Overtime and psychological well-being among Chinese office workers
Houdmont, Jonathan and Zhou, Jieming and Hassard, Juliet (2011) Overtime and psychological well-being among Chinese office workers. Occupational Medicine, 61 (4). pp. 270-273. ISSN 0962-7480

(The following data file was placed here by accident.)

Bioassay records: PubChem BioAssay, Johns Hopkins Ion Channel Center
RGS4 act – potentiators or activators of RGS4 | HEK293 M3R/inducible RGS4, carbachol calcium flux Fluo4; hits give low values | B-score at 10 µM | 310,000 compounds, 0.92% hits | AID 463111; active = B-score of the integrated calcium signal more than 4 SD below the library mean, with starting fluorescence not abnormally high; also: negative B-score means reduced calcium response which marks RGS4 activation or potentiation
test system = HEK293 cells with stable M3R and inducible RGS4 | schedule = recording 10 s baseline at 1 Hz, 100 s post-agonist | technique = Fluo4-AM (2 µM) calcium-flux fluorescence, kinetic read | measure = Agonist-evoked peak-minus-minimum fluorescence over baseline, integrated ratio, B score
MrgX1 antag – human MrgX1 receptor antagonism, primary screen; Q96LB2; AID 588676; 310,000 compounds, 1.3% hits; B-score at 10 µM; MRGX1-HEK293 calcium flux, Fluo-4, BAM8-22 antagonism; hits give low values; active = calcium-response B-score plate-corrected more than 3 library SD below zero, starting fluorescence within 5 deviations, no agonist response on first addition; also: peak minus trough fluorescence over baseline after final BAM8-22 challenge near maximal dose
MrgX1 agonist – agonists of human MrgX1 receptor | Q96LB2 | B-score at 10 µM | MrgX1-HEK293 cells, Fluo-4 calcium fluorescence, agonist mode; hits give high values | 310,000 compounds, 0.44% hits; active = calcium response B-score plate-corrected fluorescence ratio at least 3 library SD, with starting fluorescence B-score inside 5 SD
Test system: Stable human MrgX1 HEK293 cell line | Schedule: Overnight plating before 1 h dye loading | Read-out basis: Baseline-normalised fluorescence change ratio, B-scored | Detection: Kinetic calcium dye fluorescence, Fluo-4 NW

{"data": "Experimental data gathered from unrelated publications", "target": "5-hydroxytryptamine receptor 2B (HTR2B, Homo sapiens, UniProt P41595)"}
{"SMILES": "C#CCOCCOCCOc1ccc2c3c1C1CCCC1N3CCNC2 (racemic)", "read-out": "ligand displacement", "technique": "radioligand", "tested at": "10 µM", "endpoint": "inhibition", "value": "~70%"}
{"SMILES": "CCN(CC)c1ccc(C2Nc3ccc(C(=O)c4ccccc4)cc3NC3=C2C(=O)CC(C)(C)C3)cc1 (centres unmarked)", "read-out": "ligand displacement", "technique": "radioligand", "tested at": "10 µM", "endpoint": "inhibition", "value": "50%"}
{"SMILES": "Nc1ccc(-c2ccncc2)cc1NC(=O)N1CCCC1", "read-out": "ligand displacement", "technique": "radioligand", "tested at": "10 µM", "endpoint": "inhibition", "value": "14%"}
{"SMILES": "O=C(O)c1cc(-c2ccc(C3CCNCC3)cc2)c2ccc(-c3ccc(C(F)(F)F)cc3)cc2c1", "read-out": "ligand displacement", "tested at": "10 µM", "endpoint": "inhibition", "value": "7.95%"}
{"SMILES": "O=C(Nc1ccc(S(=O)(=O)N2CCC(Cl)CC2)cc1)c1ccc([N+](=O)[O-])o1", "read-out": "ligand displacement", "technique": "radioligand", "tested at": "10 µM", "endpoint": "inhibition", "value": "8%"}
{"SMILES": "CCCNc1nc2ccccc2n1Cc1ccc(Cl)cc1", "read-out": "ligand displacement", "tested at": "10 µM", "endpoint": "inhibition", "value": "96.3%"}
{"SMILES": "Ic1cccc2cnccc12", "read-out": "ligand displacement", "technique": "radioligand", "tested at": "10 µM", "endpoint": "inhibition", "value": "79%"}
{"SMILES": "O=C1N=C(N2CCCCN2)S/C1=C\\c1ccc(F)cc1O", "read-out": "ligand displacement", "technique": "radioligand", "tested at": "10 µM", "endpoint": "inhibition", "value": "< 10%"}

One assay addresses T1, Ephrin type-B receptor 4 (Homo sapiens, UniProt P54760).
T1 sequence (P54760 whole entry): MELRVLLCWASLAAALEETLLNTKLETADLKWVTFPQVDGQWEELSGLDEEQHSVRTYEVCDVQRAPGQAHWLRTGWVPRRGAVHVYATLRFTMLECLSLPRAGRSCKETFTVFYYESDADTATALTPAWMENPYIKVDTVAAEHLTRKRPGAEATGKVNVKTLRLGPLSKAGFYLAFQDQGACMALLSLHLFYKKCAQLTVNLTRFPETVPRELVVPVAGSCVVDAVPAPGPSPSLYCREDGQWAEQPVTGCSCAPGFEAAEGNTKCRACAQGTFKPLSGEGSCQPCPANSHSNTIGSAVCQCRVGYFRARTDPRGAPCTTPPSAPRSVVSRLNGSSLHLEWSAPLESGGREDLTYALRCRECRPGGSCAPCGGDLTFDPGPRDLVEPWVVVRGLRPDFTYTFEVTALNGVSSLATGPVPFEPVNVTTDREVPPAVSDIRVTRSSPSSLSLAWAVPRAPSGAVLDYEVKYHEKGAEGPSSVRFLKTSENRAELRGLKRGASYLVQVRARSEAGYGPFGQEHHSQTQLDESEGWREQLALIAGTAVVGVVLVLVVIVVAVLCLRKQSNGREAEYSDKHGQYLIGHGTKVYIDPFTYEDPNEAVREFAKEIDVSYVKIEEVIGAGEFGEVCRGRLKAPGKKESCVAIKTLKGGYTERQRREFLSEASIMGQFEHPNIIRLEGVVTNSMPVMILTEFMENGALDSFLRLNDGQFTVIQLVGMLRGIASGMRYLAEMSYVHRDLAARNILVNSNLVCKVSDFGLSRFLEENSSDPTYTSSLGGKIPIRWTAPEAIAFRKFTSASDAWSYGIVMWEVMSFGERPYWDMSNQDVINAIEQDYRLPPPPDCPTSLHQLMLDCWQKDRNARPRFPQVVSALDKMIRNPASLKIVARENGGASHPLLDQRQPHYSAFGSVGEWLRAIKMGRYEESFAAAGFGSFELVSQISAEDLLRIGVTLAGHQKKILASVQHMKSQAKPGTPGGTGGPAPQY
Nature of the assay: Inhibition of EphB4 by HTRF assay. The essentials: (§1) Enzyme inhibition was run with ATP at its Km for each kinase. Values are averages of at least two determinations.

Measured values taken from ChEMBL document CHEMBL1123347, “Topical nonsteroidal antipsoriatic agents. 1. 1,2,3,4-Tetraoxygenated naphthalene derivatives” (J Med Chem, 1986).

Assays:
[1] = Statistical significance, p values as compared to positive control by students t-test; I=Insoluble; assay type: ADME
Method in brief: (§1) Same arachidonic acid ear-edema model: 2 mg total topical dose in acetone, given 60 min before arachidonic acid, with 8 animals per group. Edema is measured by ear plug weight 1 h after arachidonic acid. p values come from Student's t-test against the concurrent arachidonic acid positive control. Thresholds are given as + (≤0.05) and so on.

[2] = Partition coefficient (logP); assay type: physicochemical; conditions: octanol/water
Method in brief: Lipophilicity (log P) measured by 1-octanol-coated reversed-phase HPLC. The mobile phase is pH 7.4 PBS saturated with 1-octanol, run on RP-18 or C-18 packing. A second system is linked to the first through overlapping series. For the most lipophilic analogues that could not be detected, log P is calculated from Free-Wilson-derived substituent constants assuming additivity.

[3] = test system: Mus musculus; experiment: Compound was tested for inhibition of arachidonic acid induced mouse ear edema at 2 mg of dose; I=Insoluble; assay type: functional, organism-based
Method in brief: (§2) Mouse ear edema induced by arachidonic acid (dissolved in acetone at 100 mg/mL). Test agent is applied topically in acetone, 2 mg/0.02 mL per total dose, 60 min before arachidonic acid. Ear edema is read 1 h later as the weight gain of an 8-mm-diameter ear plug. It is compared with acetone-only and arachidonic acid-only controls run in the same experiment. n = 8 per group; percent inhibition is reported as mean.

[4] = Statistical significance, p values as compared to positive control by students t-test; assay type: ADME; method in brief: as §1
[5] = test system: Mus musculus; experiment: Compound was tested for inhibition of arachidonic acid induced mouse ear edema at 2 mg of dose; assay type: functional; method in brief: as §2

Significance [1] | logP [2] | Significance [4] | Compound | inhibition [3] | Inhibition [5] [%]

Background: Research on the relationship between overtime and psychological well-being, and workers’ perceptions of the factors that determine overtime, has been conducted exclusively in the Western cultural context. Aims: To examine whether existing theory and evidence can be applied to a non-Western cultural setting by investigating the constructs among a sample of office workers drawn from a Chinese branch of an international information and communication technology company. Methods: Data were collected from 130 full-time employees on overtime hours worked, psychological well-being, and four variables identified by participants as being important determinants of overtime: job demands, intrinsic motivation, anticipated rewards, and overtime work culture. T-tests and multiple linear regression analyses were used to examine the relationship between variables. Results: All study participants had worked overtime in the previous 6 months period; the mean weekly overtime rate was 14.2 h. High overtime employees demonstrated significantly lower levels of psychological well-being than those who worked low levels of overtime. In combination, the four reasons for working overtime predicted approximately one-fifth of the variance in overtime hours worked, suggesting that knowledge of these variables could be used by practitioners to predict the amount of overtime in which workers are likely to engage. Conclusions: The findings suggest that existing theory and evidence may apply beyond the individualist cultural context. The findings might usefully inform the organization of work in collectivist cultures and the implementation of multinational operations in these cultures.
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